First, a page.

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Karijini National Park

The spectacular landscape of Karijini National Park has been carved out over two billion years.

By Kris Madden & Georgia Rickard

Set in the heart of Western Australia’s Pilbara region, Karijini National Park is Western Australia's second largest national park and will take you on a journey through two billion years of the Earth's natural history. Descend into ancient cavernous gorges, scale some of the oldest rocks on the planet, paddle in crystal-clear waterways and cool off with a swim beneath cascading waterfalls. Camp under an uutback sky or enjoy back-to-nature luxury in an eco-retreat. There is also an amazing network of walking trails, ranging from easy to challenging, that wind through some of Australia’s most awesome scenery.

Don't miss

  • Swim in spring-fed pools beneath Fortescue Falls
  • See Oxer Lookout’s unforgettable views over the junction of four mighty gorges
  • Stay at an Aboriginal-owned eco-retreat in a national park

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Top things to do in Karijini National Park

Swim in freshwater pools

Located within Dales Gorge, on the eastern side of Karijini National Park, you'll find a wonderful swimming hole at Fortescue Falls. From the carpark it will take you roughly one hour to walk down a staircase and along clear paths to the falls, but you'll be well-rewarded for your efforts. You can also swim nearby in the refreshing, spring-fed Fern Pool, or tackle the two-hour return hike to picturesque Circular Pool, at the gorge's other end.

Learn about Aboriginal culture 

Begin your exploration of Karijini National Park at the Karijini Visitor Centre. Designed to represent a goanna moving through the country, an animal with strong significance for the local Banyjima Aboriginal people, the centre has a range of interactive displays showcasing geology, plants, animals and Aboriginal culture.

Stay at an eco-retreat 

In the heart of Karijini National Park (within walking distance of Joffre Gorge) you'll find Karijini Eco Retreat. This haven, owned by the local Gumala Aboriginal Corporation, has a range of accommodation options, from camping sites to deluxe eco tents with full facilities. The on-site open air restaurant serves hearty meals with a traditional outback flavour.

See Oxer Lookout’s unforgettable views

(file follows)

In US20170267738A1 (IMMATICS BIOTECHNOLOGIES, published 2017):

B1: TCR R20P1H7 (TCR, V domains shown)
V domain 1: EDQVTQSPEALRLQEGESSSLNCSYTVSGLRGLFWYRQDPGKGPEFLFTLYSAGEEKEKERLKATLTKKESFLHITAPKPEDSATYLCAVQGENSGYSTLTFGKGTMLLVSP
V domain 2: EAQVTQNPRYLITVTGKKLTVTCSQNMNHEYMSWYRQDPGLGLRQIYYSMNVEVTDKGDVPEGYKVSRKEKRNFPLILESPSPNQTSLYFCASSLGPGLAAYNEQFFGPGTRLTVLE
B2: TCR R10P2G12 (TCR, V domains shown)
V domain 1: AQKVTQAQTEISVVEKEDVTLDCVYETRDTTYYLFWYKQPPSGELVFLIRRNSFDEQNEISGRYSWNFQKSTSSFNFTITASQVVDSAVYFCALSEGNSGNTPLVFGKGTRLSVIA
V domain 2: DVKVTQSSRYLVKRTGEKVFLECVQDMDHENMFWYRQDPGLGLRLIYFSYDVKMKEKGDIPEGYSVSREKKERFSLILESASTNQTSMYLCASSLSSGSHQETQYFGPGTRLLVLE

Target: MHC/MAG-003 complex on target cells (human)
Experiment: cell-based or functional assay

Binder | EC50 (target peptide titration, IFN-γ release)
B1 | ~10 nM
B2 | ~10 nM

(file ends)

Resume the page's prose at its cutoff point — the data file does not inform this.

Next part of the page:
The short walk to Oxer Lookout will gift you with spectacular views over the junction of four gorges: Weano, Red, Hancock and Joffre. Many consider the view from Oxer Lookout to be one of the most spectacular sights in Western Australia; the vantage point offers a unique perspective of the area's enormity and grandeur. Oxer Lookout is also easily accessible via an 800 metre (half a mile) walk from the Weano Gorge Day Use Area carpark.

Tour Hancock Gorge

The hike into Hancock Gorge has been described as a “journey to the centre of the earth” for its steep descent into multi-hued, layered rock. After climbing down a ladder you'll walk deep into the gorge itself through narrow chambers and past rock pools, before arriving at Kermit’s Pool (named for its striking green hue), where you'll want to take many photographs and perhaps a cooling swim. As this walk can be challenging, it's advisable to explore Hancock Gorge accompanied by a local guide; tours can be booked at Karijini Eco Retreat.

Swim in a natural spa

The natural, heart shaped "spa pool" at Hamersley Gorge is coloured a striking ice-blue and is so named for its natural bubbling fed by a gorgeous waterfall. It's a challenging one kilometre (0.6 mile) hike through a thin, tree-lined chasm to get here via the Hamersley Gorge Walk, but you'll see why people often return here: spa pool is a haven for bathers and photographers alike.

Climb Mount Bruce

Travellers with abundant energy will love the challenging 10 kilometre (6 mile) hike to the summit of Mount Bruce and the reward of soaring views over the spinifex covered plains and surrounding Hamersley Range. At 1234 metres (4048 feet), it will take you approximately six hours. Do not attempt this walk on your own.

Wander among wildflowers

Karijini’s rugged red gorges boast abundant native vegetation such as spinifex, mulga, ghost gums and fig trees. Between June and September, colourful wildflowers such as wattles, lemongrass and northern bluebells bloom across the landscape. You may also spot rock wallabies, dingoes and the abundant birdlife that call Karijini home.

How to get there

Karijini National Park is approximately 1400 kilometres (870 miles), or a 17 hour drive, from Perth. The road trip is an experience in itself, but you can also fly to the towns of Paraburdoo or Newman from Perth. Both towns offer a limited number of hire cars (4WD is recommended if you want to access all sites); alternatively you can take a bus transfer from Paraburdoo Airport to the town of Tom Price, where you can join a Karijini day tour. Once you’ve entered the park, its wild, weathered landscapes are surprisingly accessible with waterfalls, emerald pools and plunging gorges beginning just beyond the car park. Bring walking boots for the huge selection of walking tracks, which range from easy to arduous and snake through the stunning scenery.

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